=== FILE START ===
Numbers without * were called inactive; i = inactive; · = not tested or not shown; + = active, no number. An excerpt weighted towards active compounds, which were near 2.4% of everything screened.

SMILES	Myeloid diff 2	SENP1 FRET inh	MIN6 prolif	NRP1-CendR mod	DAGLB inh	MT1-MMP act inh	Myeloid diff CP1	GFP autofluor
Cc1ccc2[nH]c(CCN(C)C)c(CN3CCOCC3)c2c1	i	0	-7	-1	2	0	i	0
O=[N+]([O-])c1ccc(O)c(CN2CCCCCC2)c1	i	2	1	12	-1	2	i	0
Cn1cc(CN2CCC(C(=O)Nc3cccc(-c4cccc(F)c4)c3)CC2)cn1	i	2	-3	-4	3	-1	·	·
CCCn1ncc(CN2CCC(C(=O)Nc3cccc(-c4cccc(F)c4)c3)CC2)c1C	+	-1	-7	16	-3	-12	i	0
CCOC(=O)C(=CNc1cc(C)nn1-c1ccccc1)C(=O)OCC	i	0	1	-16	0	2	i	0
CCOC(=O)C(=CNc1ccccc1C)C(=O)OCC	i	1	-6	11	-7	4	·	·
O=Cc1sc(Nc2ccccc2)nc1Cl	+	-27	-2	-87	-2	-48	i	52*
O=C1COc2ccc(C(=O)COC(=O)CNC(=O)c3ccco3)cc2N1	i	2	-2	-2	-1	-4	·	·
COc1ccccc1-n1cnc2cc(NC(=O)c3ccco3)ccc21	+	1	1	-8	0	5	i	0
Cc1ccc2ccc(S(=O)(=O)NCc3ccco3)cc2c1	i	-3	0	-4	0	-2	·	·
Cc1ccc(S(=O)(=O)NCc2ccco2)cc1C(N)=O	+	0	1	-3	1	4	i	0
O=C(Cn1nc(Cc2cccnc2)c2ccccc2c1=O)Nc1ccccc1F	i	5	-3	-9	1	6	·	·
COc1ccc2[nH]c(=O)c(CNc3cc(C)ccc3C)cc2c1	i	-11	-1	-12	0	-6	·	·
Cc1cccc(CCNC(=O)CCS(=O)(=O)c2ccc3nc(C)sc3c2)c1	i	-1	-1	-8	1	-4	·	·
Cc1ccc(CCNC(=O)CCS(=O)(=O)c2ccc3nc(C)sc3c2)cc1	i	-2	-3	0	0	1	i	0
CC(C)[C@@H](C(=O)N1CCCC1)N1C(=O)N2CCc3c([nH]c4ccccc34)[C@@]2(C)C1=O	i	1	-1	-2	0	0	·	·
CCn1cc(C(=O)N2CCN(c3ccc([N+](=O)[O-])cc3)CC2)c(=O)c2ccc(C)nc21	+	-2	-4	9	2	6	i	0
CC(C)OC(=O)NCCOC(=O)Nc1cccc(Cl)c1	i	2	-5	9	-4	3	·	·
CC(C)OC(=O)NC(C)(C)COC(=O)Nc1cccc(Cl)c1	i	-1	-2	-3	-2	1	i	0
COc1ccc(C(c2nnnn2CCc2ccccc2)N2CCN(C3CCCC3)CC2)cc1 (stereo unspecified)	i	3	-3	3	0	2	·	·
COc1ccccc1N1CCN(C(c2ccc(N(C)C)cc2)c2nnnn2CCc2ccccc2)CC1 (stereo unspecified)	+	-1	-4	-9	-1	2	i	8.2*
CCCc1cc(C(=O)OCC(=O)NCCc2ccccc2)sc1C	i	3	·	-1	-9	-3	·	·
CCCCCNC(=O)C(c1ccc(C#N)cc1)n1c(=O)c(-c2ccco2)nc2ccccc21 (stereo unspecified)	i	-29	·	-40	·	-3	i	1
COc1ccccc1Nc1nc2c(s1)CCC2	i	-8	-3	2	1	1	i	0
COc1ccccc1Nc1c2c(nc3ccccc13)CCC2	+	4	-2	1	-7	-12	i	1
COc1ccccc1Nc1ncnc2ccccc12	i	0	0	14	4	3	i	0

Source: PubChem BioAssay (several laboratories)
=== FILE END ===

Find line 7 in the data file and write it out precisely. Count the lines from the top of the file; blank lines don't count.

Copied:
CCOC(=O)C(=CNc1cc(C)nn1-c1ccccc1)C(=O)OCC	i	0	1	-16	0	2	i	0